The Blog's Mission

Wikipedia defines a book review as: “a form of literary criticism in which a book is analyzed based on content, style, and merit. A book review can be a primary source opinion piece, summary review or scholarly review”. My mission is to provide the reader with my thoughts on the author’s work whether it’s good, bad, or ugly. I read all genres of books, so some of the reviews may be on hard to find books, or currently out of print. All of my reviews will also be available on I will write a comment section at the end of each review to provide the reader with some little known facts about the author, or the subject of the book. Every now and then, I’ve had an author email me concerning the reading and reviewing of their work. If an author wants to contact me, you can email me at I would be glad to read, review and comment on any nascent, or experienced writer’s books. If warranted, I like to add a little comedy to accent my reviews, so enjoy!
Thanks, Rick O.

Monday, June 20, 2016

SUNBORN RISING: Beneath the Fall

The author sent a copy of his novel to my guest reviewing twelve year old grandson, Kai O:

Everything is okay in the least right now. For Barra and the many species of arboreals, life in the loft of the great trees seems unthreatened. The residents of the tree tops in the great forest have long since abandoned the roots of the trees. Meanwhile, in the abandoned roots, Creepervines are taking over. The deadly vines have already damaged most of the life in the roots and threaten to do the same in the arboreal’s loft. But the Creepervines are soon discovered when Barra finds her desisted father’s hidden journals.

Barra’s father, Gammel, predicted that the Creepervines would block the sun located in the center of Cerulean. The forest floats on a ocean around a star. However, the elder’s didn’t believe him. When Barra’s mother brings up the problem once again, the elders are still not convinced.

The angry Barra and her friends, Tory and Plicks, go to the middens (a place in the loft where Creepervines exist) to catch some bugs called kudmoths. This is because: where there are kudmoths there are Creepervines. They will use the kudmoths to prove that there are Creepervines. But in the process, the killer kudmoths chase them to the bottom of the loft in the fall of the tree (the trunk of the tree). But because they were not near the trunk, the group falls all the way to the roots. What follows is a trip down to the sun and then back up to the loft. What happens next is a journey to save Cerulean or let it die.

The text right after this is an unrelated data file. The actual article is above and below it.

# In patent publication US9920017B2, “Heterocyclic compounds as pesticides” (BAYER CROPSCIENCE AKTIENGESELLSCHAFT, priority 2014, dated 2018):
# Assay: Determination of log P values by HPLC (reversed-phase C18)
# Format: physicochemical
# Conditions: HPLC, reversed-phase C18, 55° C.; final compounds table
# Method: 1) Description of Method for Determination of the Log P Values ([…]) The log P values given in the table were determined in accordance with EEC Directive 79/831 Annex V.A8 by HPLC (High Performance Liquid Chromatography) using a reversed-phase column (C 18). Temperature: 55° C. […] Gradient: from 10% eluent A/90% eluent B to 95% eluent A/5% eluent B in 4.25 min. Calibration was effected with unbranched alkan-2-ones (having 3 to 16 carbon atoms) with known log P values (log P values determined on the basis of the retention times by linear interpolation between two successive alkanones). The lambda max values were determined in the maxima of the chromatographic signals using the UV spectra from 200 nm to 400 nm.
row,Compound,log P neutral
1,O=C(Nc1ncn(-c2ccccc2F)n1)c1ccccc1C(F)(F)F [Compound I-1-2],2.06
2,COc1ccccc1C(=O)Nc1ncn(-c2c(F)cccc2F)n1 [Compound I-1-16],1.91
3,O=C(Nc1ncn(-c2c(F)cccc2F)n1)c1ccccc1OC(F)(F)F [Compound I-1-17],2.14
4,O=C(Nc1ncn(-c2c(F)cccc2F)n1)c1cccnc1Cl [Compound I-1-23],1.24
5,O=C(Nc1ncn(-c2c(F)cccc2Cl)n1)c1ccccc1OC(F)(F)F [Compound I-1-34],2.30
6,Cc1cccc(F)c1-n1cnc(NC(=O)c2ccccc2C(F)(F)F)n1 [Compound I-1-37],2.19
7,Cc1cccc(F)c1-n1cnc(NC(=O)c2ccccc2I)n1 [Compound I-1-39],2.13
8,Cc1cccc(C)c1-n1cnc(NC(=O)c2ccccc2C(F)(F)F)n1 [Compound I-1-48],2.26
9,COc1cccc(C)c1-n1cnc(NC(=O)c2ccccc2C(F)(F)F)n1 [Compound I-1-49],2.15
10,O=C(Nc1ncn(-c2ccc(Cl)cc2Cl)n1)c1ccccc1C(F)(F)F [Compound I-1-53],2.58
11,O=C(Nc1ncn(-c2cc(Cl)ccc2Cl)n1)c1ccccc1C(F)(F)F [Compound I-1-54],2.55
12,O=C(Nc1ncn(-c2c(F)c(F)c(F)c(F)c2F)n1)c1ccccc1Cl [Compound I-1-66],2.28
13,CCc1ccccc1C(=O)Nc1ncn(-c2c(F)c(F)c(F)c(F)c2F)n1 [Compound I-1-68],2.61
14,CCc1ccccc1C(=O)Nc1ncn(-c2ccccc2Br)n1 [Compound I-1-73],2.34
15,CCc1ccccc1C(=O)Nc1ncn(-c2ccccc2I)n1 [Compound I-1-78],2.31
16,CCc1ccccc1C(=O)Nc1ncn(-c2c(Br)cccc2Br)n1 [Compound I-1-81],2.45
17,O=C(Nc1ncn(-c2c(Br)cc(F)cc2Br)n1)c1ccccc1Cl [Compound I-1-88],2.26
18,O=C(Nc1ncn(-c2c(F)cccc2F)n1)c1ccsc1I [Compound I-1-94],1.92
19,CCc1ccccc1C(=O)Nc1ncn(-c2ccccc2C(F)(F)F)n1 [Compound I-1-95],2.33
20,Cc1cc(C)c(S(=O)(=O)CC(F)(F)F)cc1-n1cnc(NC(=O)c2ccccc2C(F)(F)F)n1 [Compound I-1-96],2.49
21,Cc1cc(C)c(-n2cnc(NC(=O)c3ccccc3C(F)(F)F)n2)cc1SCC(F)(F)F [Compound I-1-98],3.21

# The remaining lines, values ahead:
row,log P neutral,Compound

The author of this fantastic novel, Aaron Safronoff, wrote an enthralling story. One feature of this novel is the vivid artwork displayed throughout the novel. It really helps you to visualize the story and the many complicated species in the book. In conclusion, this was an amazing book. In some places it was a bit difficult to figure out what was going on, but the incredible artwork really helped to clear everything up. I would recommend this book to YA readers aged 10 to 14 years old because of how easy it is to get into the story.

RATING: 5 out of 5 stars.

Comment: Once again, I think my grandson did a boss review. This was not the easiest book to comprehend, but Kai scrutinized the text like the seasoned reviewer he is. I remain in awe of Kai’s ability to interpolate his opinion.

Barra and her friends:

Sunday, June 12, 2016

A Salute to Patriotism

The author sent me a copy of her book to review:

With all respect to World War II Major General Howard L. Peckham, this somewhat biography written by his daughter, Jean Peckham Kavale, was kind of a yawner. Not for nothing, the story of the Director of the Fuels and Lubricants Division (of the Quartermaster Corps) and later Commander of the American Graves Registration in Paris, France didn’t "rock my boat." I say somewhat biography because the book is really about the general’s travels with his wife, daughter (Jean) and his son, Howie...mainly in the USA. This is probably because the book was written by the general’s daughter, who had to include their family life in the text versus a pure biography. The book had some edit problems coupled with blurry photos throughout the book. I understand that the general’s jobs were important during the war, but it had to be hard to extol his career without any actual combat situations. Don’t get me wrong...the general deserves all the respect due him. It just doesn’t make for exciting reading. It was with heavy eye-lids that I read this book. Okay, enough. What about the general’s career?

We learn that the general’s father was a farmer, who had four greenhouses. Howard worked for his father trucking veggies to locale markets in Connecticut. “After graduating from Norwich Free Academy, a school with high scholastic standards, he received an appointment to West Point. His boyhood daydream about having a career in the U.S. Army was about to become a reality.” As World War I ended, “Howard Peckham was one of those newly commissioned second lieutenants who graduated in November 1918.” Howard later went on to graduated from the U.S. Army’s Corps of Engineers. Howard meets Marion Shaw (his future wife) at Fort Hayes. He marries Hitler rises to power in Germany. In 1939, Howard is chosen to attend the prestigious Command and General Staff school. Howard is promoted to major as Hitler begins to bomb Britain. Howard is transferred to Fort Benning where he meets Colonel George Patton and General Omar Bradley.